As a result of Governor Jay Inslee signing S.B. 5096 on May 4, 2021, Washington state will begin imposing a 7 percent tax on certain long-term capital gains beginning January 1, 2022. For a detailed overview of the new law, see Washington Enacts New Capital Gains Tax for 2022 and Beyond.
As a general matter, taxpayers subject to this new tax are individuals—not entities. Individuals who hold beneficial interests in certain pass-through and disregarded entities will incur tax to the extent of their interest in such entities.
Trusts are just one of the pass-through and disregarded entity-types affected. This article looks at the application of the new Washington capital gains tax to various trust structures.
For all trusts identified as "grantor trusts" under Internal Revenue Code §§671 through 678, the individual grantor of any such trust will be subject to the new Washington capital gains tax. This applies to both revocable and irrevocable trusts for which the grantor is determined for income tax purposes to be the owner of trust assets.
An individual grantor of a trust taxed as a nongrantor trust who transfers completed gifts will not be subject to the capital gains tax associated with such nongrantor trust assets. Instead, individual beneficiaries of nongrantor trusts to whom distributable long-term capital gains are allocated will be subject to the tax.
- Note that an individual grantor who makes an incomplete gift transfer of long-term capital gain property to a nongrantor trust is subject to the capital gains tax upon the trust's sale of such contributed property.
There are planning opportunities that should be considered prior to January 1, 2022. To the extent long-term capital gain recognition can be accelerated to occur prior to the end of 2021, the new tax can be avoided entirely.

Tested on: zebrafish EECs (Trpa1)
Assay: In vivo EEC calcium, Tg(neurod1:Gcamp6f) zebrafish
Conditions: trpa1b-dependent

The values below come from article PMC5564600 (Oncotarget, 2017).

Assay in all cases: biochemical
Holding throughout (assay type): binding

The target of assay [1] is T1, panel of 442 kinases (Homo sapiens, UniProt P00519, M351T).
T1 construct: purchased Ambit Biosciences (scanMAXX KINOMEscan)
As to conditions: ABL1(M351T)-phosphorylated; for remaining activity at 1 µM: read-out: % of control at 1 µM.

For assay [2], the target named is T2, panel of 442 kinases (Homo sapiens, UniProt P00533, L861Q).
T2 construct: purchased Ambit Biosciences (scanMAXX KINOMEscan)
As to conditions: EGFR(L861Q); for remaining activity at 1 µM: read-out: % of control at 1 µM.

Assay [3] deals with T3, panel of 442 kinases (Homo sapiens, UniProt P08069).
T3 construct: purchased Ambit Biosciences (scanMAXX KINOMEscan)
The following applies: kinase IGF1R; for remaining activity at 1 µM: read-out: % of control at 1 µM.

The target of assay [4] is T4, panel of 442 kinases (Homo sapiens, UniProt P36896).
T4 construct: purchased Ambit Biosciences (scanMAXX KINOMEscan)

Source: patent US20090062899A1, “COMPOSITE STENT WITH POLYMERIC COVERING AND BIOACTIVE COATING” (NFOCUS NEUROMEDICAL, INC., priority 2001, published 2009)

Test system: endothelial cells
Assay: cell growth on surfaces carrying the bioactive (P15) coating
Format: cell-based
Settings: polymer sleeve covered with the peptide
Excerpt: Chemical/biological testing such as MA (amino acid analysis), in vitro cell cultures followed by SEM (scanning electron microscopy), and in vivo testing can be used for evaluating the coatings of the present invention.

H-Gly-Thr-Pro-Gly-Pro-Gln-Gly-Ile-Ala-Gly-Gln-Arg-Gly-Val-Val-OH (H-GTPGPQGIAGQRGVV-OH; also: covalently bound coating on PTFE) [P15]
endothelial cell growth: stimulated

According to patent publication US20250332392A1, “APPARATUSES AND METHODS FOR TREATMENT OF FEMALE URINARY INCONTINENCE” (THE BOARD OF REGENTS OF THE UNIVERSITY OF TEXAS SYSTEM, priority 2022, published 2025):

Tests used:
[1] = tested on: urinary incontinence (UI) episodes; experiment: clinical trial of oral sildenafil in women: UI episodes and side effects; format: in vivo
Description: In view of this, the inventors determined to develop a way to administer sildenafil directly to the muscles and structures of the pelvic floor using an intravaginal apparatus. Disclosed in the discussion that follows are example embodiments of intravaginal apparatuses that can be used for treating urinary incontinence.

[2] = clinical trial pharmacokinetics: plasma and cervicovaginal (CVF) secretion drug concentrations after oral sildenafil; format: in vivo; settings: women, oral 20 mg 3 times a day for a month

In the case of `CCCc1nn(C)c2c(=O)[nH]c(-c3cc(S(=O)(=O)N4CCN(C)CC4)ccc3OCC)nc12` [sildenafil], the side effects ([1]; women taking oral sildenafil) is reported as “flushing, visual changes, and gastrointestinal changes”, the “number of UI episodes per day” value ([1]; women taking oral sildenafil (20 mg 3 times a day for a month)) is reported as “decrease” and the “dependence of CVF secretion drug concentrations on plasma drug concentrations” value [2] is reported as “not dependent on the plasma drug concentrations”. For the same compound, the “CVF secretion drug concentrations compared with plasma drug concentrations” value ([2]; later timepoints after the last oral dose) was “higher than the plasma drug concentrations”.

If accelerating gain is not possible or is undesired, a taxpayer may consider changing residency/domicile to a different state. If an individual is not a resident of Washington and has established legal domicile in different state, the capital gain that would otherwise be due on intangible assets can be avoided.
Taxpayers may also wish to consider establishing and gifting to irrevocable trusts for children and other beneficiaries that start out as grantor trusts but which may become nongrantor trusts or which are nongrantor trusts from the creation. Of course, other considerations should be analyzed, such as income tax "burn" of a grantor trust (if available under then federal tax law). A bona fide gift to either a grantor trust or a nongrantor trust, supported by a qualified appraisal, should not result in treatment of the transfer as a sale from the grantor to the trust, and therefore the capital gains tax will be avoided.
Upon a taxable disposition by the nongrantor trust of a gifted asset, and allocation of the resulting gain, each qualifying trust beneficiary will receive the benefit of the $250,000 deduction, rather than having only a single $250,000 deduction being available to the grantor. While this strategy may not eliminate the tax altogether, it may minimize the overall tax due—in some cases, use of multiple deductions for multiple trust beneficiaries may eliminate the tax.
In any year when the capital gains tax is levied against a grantor or the trust's beneficiaries and there are insufficient deductions to eliminate such tax, charitable planning strategies may be considered to reduce any tax imposed. However, there are certain requirements and limitations on the charitable deduction to the Washington capital gains tax.